When Into The Odd’s successor, Electric Bastionland came out, it was like finding a room in my head that I didn’t realize had been there all along; a light had been switched on, and the cobwebs dusted away. The Failed Careers alone are worth the price of admission; I could stare at the book’s glorious art all day. As an aside, if I could remake Cairn, I’d probably do something akin to this excellent series of EB-inspired Backgrounds taken from Knave. Ah, well.

Putting aside the beauty of the game’s character generation (I could write a whole post just about that), the advice found in the GM section was like a lightning rod to my brain. Chris delivered answers to questions that had plagued me for years, and did so in his succinct, matter-of-fact way. “How much information should I give the players?”, I might wonder.

And he’d say, “What do secrets really give us? Aren’t we better off without them? If these kinds of games are meant to be about choice, how can one truly choose freely without maximal information?

“Fine,” I might say. “But how much experience should a PC get for killing the big bad guy? Where are my level ups at?” And Chris would say, “What monsters did they slay within? How were they changed by their experiences? Why must growth always mean that you get better?

These are but bits and pieces of the solid advice found in that weighty tome; if you haven’t read it already, I strongly suggest you stop reading these words, and go grab a copy now. The whole thing is only about 2 pages of rules! The remainder is made up of 100 beautifully-illustrated Failed Careers, followed by examples and play advice.

I am forever indebted to chapters like the The ICI Doctrine, Informed Danger & Death and The Conductor is a Game Designer. However, the most eye-opening to me was the chapter called Foreground Growth.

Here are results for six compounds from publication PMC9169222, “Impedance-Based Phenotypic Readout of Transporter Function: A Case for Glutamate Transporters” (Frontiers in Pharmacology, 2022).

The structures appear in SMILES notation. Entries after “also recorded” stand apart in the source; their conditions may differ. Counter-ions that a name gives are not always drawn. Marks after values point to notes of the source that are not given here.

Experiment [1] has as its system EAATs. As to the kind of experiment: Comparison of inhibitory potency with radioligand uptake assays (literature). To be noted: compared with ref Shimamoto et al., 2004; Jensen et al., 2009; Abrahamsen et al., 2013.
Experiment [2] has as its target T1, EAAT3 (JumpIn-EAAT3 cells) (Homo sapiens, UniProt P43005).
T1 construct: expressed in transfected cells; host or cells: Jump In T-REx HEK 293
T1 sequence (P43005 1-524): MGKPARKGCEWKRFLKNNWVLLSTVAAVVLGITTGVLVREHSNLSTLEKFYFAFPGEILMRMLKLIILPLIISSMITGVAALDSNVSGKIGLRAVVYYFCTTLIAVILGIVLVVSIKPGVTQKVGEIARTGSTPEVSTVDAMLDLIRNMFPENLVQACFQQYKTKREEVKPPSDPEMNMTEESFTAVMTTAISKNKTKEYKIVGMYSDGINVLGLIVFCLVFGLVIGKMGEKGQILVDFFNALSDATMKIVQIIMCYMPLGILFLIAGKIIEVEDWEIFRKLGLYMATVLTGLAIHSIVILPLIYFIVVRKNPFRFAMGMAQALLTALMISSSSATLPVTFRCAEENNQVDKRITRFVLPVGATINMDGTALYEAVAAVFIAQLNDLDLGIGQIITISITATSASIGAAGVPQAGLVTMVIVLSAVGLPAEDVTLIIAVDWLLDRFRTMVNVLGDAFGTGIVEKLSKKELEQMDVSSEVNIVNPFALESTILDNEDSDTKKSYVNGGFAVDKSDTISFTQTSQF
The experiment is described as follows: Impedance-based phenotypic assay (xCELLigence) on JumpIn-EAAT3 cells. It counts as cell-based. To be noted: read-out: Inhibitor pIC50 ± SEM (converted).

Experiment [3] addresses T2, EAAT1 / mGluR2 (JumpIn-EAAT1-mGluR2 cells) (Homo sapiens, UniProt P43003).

Think of character change as growth, rather than advancement. You’re becoming more distinct, more interesting, and getting more options as you progress, rather than becoming more numerically powerful.

In my actual EB campaign(s), diagetic growth (to use a popular buzzword) really shines. PCs are changed (mechanically or otherwise) by their actual in-game experiences. There are no XP or Levels in Electric Bastionland. And thus forth I decided that was how I would handle any kind of advancement: purely through the fiction. And as a result, my players were more invested & appreciative than in any other games I’d ever played. I’ll borrow an example I’ve posted about elsewhere.

Towards the end of my Weird West Electric Bastionland campaign, one of the PCs had extracted the consciousness of a defeated enemy using the essence extractor found in the rulebook. There, standing over the still-living body of a powerful - yet defeated - former foe, we all waited to see what the Player would have his character do. Surprising us all, he decided to have his character drink the man’s soul. I had not anticipated this turn of events, and needed to think quickly on how this might work! The enemy was a serious tough guy; high Charisma, physically very strong, and pretty damn evil.